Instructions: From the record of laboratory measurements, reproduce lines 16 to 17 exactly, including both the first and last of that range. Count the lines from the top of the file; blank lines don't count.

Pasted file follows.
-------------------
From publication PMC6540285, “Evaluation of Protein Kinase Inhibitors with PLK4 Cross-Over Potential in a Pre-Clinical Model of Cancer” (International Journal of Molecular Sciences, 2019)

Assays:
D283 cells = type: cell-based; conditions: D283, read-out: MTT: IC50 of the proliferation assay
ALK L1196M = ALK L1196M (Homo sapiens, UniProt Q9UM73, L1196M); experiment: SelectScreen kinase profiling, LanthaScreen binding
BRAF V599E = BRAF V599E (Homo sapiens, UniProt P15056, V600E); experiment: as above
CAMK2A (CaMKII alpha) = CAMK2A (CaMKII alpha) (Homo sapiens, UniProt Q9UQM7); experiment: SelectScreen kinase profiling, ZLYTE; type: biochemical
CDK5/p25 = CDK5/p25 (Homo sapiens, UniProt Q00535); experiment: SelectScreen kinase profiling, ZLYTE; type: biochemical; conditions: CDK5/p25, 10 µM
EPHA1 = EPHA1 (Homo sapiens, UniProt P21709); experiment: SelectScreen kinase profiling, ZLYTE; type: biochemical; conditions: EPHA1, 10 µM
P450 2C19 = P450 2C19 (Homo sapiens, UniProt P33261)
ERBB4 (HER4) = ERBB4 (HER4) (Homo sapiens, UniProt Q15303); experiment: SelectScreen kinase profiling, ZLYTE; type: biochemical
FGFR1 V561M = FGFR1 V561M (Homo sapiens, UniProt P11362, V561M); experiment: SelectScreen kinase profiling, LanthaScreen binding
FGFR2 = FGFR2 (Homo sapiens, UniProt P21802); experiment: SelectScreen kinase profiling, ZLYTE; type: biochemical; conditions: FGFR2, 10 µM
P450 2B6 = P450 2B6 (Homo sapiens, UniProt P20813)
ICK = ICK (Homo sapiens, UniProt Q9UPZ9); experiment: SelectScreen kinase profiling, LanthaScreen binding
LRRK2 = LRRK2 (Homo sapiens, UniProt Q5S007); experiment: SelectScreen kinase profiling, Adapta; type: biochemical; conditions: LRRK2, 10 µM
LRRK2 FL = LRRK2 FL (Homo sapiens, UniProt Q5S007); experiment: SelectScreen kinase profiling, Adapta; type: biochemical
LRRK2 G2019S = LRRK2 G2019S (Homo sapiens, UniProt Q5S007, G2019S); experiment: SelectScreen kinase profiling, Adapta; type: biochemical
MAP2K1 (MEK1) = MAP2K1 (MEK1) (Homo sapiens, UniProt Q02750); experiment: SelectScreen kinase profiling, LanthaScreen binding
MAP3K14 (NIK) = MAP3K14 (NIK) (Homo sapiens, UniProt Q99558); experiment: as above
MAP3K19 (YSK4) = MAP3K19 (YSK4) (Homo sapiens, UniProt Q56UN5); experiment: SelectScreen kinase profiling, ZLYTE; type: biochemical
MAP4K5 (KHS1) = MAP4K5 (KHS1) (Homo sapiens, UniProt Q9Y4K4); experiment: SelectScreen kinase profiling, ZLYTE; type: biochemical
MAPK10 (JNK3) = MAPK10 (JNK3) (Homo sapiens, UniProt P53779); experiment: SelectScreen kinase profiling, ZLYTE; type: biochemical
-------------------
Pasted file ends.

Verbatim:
LRRK2 FL = LRRK2 FL (Homo sapiens, UniProt Q5S007); experiment: SelectScreen kinase profiling, Adapta; type: biochemical
LRRK2 G2019S = LRRK2 G2019S (Homo sapiens, UniProt Q5S007, G2019S); experiment: SelectScreen kinase profiling, Adapta; type: biochemical